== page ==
When discussing the DJI Mavic Mini drone, it’s pretty hard not to mention the Mini 2 in the same breath. (See, there we did it already.) That’s because these two quadcopters are close cousins. That said, we’ll leave the Mini 2 out of the discussion for the rest of this Mavic Mini review and concentrate on the one model only. (At least, we promise to try.)
The DJI Mavic Mini isn’t inexpensive, but it does cost less than that other drone we’re not going to mention anymore. So, if you don’t have the funds in your budget for the more expensive drone, we highly recommend getting the Mavic Mini if you’re looking for a great mini drone from an outstanding manufacturer.
If that’s all you needed to know and now just want to check the pricing and availability of the Mavic Mini at Amazon, you can click the link just below. If you need a little more convincing and a lot more information before making your purchase, keep scrolling and reading the rest of this review. By the time you’re done, you’ll be more educated and very likely chomping at the bit to get your own Mavic Mini drone.
- Weighing less than 0 55lbs / 250 grams Mavic...
- The compact yet powerful Mavic Mini camera...
- Mavic Mini's weight allows it to stay in the...
The DJI Mavic Mini Is Small and Gets Smaller
By definition, the Mavic Mini is a relatively small drone. Obviously that’s why “mini” is part of its name. It measures 159 by 202 by 55 millimeters (about 6.25 by 8 by 2.16 inches, without propellers) when expanded to flight mode. However, you can fold it up for transport to your favorite flight line. When compacted, it measures just 140 by 81 by 57 millimeters (about 5.5 by 3.18 by 2.25 inches).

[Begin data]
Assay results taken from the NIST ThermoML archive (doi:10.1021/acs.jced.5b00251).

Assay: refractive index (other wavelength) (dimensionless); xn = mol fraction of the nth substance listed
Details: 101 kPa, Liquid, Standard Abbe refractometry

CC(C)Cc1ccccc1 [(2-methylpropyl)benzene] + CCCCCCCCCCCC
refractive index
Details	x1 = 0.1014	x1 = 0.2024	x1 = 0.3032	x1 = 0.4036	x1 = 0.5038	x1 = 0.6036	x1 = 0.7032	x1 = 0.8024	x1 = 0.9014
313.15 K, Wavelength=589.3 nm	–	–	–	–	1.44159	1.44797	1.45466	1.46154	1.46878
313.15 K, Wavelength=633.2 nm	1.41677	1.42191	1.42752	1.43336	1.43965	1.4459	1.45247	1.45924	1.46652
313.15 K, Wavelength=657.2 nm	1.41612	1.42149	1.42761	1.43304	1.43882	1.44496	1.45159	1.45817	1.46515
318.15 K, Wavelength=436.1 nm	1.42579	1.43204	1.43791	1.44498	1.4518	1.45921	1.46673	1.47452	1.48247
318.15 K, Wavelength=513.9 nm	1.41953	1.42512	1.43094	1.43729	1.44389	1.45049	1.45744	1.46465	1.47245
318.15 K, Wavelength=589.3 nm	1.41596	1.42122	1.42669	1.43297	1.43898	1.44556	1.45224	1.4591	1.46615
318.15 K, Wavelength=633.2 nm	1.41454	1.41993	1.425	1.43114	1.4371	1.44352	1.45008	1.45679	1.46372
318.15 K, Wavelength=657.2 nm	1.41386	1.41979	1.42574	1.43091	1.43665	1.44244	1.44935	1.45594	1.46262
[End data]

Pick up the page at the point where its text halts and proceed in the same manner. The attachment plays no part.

The Mavic Mini weighs 249 grams, fully equipped. Since that’s less than 250 grams, you won’t need to register it with the FAA before taking your maiden flight.
This combination of size and weight, under optimal weather conditions (or indoors), should allow you to fly for about 30 minutes on a full battery charge. Of course, as is true of all drone flights, you’ll seldom experience those perfect conditions outside, so expect something less than a 30-minute flight most of the time. Still, being rated at 30 minutes makes the Mavic Mini better than most in its class for time in the air.
Fine Points of the DJI Mavic Mini
DJI provides lots of data points about the Mavic Mini – most of which you probably don’t care about. We’ll give you the more significant items here so you can intelligently compare it to other roughly equivalent models before making your final decision.
Speed – Forward, Up, and Down
While the Mavic drone isn’t really promoted as a racing drone, you probably are still wondering how fast it moves. As mentioned above, you have to remember that these figures were calculated in the best of conditions. For speeds, that would mean no wind involved.
The Mavic Mini has 3 flight modes – Sport, Position (Normal), and CineSmooth. Sport is the fastest, giving you a max of 13 meters per second (29 mph). Position allows 8 m/s (almost 18 mph), and CineSmooth is the slowest at 4 m/s (about 9 mph).
Sometimes, going up and coming down quickly is important. Here are the speeds for maximum ascent in each mode.
- Sport – 4 m/s
- Position – 2 m/s
- CineSmooth – 1.5 m/s
And here are the stats for descent speeds.
- Sport – 3 m/s
- Position – 1.8 m/s
- CineSmooth – 1 m/s
Mavic Mini Sub-Models
There are actually two different sub-models, we’ll call them, of the Mavic Mini – model MT1SS5 and model MT1SD25. The main difference between the two is transmission power rating.